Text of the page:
I had fairly high hopes for the movie not so much for who was onscreen but for who was behind it. Caruso is a highly talented director whose works include Suburbia and Eagle Eye. There is also writers Alfred Gough and Miles Millar of “Smallville” and Marti Noxon of  “Buffy the Vampire Slayer,”  as well as Michael Bay in the producer’s chair and of course Steven Spielberg lurking in the background as the head honcho of DreamWorks.

Certainly of all the young adult fantasy novels that have come our way in recent years trying to create a franchise for themselves, this isn’t the worst of them. It isn’t the best either; certainly not along the lines of a Harry Potter or a Narnia (or some would argue, the Twilight series). Still it has a good deal going for it.

First and foremost is Pettyfer, a young British up and comer whose angular good looks and smoldering screen presence is certain to set a lot of young pre-teen and teenaged hearts a-flutter; certainly Hollywood has noticed, casting Pettyfer in a number of high profile projects in the coming months. Here, he is ideally suited to the role of John carrying off both the brooding angst as well as the yearning for normalcy that is present in most teenagers – needing to fit in and stand out all at once.

Olyphant is one of those actors who elevate most of the projects he’s involved in. Best known for his work in “Deadwood,” he is circling around a breakout role that will elevate him into stardom. He hasn’t gotten there yet but it’s only a matter of time. The two females, Agron from “Glee” and Palmer, who is set to appear in the new Mad Max: Fury Road, are gorgeous but while Agron is fairly disposable, Palmer has the makings of a solid female action star.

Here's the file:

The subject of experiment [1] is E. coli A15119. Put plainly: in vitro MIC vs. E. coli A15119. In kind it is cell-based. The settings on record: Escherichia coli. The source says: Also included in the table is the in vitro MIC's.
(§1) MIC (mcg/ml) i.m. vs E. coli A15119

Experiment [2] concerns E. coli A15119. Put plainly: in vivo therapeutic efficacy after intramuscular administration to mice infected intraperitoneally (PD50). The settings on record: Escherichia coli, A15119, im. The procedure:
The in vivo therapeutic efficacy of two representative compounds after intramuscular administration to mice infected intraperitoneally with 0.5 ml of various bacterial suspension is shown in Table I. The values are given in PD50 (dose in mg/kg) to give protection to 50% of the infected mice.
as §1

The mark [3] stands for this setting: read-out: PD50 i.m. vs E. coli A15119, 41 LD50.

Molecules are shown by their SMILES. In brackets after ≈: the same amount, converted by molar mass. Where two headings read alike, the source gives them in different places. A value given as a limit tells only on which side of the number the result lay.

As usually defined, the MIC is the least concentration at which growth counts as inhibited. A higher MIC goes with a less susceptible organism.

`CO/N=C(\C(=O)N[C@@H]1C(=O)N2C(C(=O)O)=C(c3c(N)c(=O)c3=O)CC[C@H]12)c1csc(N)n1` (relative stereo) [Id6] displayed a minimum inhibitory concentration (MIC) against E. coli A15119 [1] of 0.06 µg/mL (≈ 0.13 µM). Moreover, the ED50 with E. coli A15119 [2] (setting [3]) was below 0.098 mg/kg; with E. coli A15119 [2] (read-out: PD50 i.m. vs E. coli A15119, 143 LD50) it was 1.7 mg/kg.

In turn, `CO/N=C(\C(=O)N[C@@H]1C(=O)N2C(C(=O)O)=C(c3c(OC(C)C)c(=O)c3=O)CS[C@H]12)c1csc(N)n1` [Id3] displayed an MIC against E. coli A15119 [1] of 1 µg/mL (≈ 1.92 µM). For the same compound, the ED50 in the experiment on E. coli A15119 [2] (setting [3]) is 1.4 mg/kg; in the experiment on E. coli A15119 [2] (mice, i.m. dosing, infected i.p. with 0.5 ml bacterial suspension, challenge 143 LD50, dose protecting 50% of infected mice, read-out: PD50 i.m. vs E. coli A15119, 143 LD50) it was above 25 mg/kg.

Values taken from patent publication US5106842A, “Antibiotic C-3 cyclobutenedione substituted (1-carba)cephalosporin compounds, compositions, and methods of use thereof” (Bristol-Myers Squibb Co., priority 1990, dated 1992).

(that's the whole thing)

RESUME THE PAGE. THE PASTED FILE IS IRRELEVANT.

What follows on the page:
The problem here is that the movie spends a whole lot of time dwelling on the teen interrelationships that make it a lot like “One Tree Hill” and the like. I’m wondering if the filmmakers are consciously trying to appeal to the teen soap crowd as well as the action/sci-fi crowd; it’s only in the last 30 minutes that the movie really takes off and when it does, it’s a solid, fun movie with some nifty special effects and CGI beasties.

Unfortunately it takes awhile to get there. The set-up of the movie takes a bit too long, and too much time is spent with Henri acting like a mother hen to John and John brooding over Sarah, or raging at Mark and his goon squad. I haven’t read the book but from the synopsis I’ve read of its plot, the movie seems to follow it pretty basically and quite frankly, that element of the book doesn’t work well cinematically speaking.

Still, the last 30 minutes are quite a ride and if you’re willing to sit through the first 60 minutes, it’s worth the wait. Pettyfer is to my mind a future star – he has everything going for him, especially the screen presence which is an intangible you can’t teach. Caruso helped make Shia LaBeouf a star and despite the pretty much universally negative reviews of this one, I can’t help but think that what’s going to emerge the most from this film is not necessarily a new franchise for DreamWorks but a new star who is going to have a really good career ahead of him.

REASONS TO GO: The last 30 minutes are a great ride. Pettyfer has big star written all over him.

REASONS TO STAY: Too much exposition to begin with. Goes the teen soap route and really torpedoes the sci-fi action vibe.

FAMILY VALUES: There are some intense sequences of violence and sci-fi action. There are a few bad words, but not really in a pervasive manner.

TRIVIAL PURSUIT: Shalto Copley was originally cast as Henri but had to drop out due to a scheduling conflict.

HOME OR THEATER: The last 30 minutes should be seen on a big screen.

FINAL RATING: 6/10

TOMORROW: The Collector